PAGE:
Music, art, and sculptures were put on display. Detainees were also granted permission to make their own program and even commemorative postage stamps of the event courtesy of the camp’s homegrown “post office.” An Olympic flag was crafted out of spare bed sheets, which the German officers, in a show of contagious sportsman’s spirit, actually saluted.

The hand-made Olympic flag from Woldenberg.

Roughly 369 of the 7000 prisoners participated. Most of the men competed in multiple contests, which ranged from handball and basketball to chess. Boxing was included—but owing to the fragile state of prisoners, broken bones resulted in a premature end to the combat.

Almost simultaneously, another Polish POW camp in Gross Born (pop: 3000) was holding their own ceremony. Winners received medals made of cardboard. Both were Oflag sites, which were primarily for officers; it’s been speculated the Games were allowed because German forces had respect for prisoners who held military titles.

A gymnastics demonstration in the camp.

The grass-roots Olympics in both camps took place in July and August 1944. By January 1945, prisoners from each were evacuated. An unknown number perished during these “death marches,” but one of the flags remained in the possession of survivor Antoni Grzesik. The Lieutenant donated it to the Warsaw Museum of Sport and Tourism in 1974, where it joined a flag recovered from the 1940 Games. Both remain there today—symbols of a sporting life that kept hope alive for thousands of men who, for a brief time, could celebrate life instead of lamenting its loss.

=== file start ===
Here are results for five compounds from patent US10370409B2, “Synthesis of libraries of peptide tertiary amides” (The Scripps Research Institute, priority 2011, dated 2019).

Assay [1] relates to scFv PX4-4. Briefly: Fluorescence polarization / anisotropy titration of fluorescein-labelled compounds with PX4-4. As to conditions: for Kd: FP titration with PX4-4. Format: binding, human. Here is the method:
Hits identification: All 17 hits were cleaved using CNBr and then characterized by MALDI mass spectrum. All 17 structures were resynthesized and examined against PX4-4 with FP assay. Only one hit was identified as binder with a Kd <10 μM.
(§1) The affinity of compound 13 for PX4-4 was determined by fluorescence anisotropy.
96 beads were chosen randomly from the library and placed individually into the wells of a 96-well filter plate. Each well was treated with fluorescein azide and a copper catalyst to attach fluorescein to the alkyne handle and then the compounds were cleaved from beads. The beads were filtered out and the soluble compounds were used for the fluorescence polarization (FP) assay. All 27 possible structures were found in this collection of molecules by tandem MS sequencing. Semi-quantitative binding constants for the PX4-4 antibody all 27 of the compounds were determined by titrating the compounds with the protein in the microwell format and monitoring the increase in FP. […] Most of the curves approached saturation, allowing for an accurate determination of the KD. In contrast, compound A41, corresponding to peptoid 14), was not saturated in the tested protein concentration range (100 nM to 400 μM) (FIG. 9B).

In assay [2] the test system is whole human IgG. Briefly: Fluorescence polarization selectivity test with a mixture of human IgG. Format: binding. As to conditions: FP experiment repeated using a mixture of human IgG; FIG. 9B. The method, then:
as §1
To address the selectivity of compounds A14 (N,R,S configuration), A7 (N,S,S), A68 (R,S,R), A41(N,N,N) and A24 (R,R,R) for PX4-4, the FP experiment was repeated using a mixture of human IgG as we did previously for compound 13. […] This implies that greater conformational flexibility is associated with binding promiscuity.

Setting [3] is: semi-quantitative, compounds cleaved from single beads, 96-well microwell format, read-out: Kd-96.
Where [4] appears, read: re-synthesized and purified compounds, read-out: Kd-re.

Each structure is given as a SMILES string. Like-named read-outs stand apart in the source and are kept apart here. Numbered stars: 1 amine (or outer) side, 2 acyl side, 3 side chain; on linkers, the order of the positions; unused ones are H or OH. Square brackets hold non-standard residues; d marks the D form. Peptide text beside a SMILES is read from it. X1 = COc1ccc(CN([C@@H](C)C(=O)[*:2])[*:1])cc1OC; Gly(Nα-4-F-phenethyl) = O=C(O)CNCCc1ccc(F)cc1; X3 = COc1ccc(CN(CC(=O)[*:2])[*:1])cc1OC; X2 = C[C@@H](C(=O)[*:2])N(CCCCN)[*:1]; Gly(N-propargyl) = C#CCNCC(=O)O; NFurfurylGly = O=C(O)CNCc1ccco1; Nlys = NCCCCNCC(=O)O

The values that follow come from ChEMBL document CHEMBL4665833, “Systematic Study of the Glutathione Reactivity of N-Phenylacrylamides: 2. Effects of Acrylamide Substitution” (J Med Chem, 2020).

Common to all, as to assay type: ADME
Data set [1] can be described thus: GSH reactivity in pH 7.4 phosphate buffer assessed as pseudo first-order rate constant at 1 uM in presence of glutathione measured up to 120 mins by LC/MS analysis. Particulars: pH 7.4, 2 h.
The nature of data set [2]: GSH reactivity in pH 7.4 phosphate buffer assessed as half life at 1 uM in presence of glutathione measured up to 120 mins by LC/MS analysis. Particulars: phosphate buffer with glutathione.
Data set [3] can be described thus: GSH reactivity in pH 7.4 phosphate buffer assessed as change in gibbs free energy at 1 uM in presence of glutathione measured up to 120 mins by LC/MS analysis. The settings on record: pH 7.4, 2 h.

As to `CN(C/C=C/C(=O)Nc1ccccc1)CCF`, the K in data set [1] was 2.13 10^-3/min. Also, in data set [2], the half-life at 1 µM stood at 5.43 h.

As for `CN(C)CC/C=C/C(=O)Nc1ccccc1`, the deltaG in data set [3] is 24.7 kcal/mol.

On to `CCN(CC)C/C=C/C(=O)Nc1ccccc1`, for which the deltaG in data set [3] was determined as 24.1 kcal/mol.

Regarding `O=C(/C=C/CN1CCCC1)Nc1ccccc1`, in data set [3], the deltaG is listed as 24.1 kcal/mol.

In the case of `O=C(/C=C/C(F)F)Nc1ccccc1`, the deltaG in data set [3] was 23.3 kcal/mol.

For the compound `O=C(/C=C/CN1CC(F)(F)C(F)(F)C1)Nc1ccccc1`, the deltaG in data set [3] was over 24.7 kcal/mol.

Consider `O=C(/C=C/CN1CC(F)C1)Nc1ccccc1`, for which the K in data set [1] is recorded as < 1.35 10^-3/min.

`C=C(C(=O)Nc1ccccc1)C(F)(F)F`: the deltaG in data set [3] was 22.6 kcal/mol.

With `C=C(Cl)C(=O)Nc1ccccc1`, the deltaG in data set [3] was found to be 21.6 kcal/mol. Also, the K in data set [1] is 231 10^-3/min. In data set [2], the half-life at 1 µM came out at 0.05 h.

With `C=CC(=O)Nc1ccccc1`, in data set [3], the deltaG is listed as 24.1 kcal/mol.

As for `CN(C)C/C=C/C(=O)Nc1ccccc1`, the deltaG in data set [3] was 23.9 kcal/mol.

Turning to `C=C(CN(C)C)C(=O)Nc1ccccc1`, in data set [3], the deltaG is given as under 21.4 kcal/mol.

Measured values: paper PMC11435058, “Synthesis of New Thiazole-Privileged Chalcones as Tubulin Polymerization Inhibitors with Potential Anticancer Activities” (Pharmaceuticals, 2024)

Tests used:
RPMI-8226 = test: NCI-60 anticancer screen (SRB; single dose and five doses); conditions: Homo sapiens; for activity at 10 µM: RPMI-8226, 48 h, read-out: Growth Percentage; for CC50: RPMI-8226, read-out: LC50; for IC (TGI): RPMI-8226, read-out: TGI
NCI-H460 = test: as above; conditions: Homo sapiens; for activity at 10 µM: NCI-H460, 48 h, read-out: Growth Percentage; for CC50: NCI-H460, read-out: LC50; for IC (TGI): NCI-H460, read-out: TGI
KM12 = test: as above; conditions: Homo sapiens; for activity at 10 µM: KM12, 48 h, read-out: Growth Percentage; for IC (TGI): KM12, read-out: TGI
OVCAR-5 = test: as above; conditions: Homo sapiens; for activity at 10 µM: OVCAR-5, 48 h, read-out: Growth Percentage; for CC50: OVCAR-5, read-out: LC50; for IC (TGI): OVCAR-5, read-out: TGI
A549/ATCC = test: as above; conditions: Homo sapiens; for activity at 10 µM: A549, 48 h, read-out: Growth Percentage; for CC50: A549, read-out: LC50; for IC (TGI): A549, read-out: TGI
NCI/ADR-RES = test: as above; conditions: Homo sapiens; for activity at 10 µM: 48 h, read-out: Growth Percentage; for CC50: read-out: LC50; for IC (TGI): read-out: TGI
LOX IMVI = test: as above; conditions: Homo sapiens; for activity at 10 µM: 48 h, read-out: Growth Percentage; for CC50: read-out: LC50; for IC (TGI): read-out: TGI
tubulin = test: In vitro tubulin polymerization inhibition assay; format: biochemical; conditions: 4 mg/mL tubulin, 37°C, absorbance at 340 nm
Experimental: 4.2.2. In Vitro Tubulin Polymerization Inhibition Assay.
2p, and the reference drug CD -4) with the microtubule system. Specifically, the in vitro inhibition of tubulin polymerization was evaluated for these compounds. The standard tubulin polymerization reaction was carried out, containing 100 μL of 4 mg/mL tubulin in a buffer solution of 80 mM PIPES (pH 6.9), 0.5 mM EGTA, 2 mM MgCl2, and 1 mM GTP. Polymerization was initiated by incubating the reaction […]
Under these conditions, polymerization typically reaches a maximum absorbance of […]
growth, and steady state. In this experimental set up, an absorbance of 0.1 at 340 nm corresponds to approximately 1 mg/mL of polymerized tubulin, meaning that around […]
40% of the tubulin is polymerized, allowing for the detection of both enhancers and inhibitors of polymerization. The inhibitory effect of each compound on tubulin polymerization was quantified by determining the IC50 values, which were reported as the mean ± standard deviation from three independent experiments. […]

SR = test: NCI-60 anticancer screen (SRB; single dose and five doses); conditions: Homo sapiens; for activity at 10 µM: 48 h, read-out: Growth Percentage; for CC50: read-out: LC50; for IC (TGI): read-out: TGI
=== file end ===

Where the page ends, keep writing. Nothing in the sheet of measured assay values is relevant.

Additional Sources: “The Olympic Idea Transcending War [PDF],” Olympic Review, 1996; “The Olympic Movement Remembered in the Polish Prisoner of War Camps in 1944 [PDF],” Journal of Olympic History, Spring 1995; "Olympics Behind Barbed Wire," Journal of Olympic History, March 2014.

 All images courtesy of Warsaw Museum of Sport and Tourism. 

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Getty Images
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President John Tyler's Grandsons Are Still Alive
Getty Images
Getty Images

Here's the most amazing thing you'll ever read about our 10th president:

John Tyler was born in 1790. He took office in 1841, after William Henry Harrison died. And he has two living grandchildren.

Not great-great-great-grandchildren. Their dad was Tyler’s son.

How is this possible?

The Tyler men have a habit of having kids very late in life. Lyon Gardiner Tyler, one of President Tyler’s 15 kids, was born in 1853. He fathered Lyon Gardiner Tyler Jr. in 1924, and Harrison Ruffin Tyler in 1928.

We placed a somewhat awkward call to the Charles City County History Center in Virginia to check in on the Tylers.

After we shared this fact on Twitter in 2012, Dan Amira interviewed Harrison Tyler for New York Magazine. Lyon Tyler spoke to the Daughters of the American Revolution a while back. They were profiled by The Times of London. And Snopes is also in on the fact.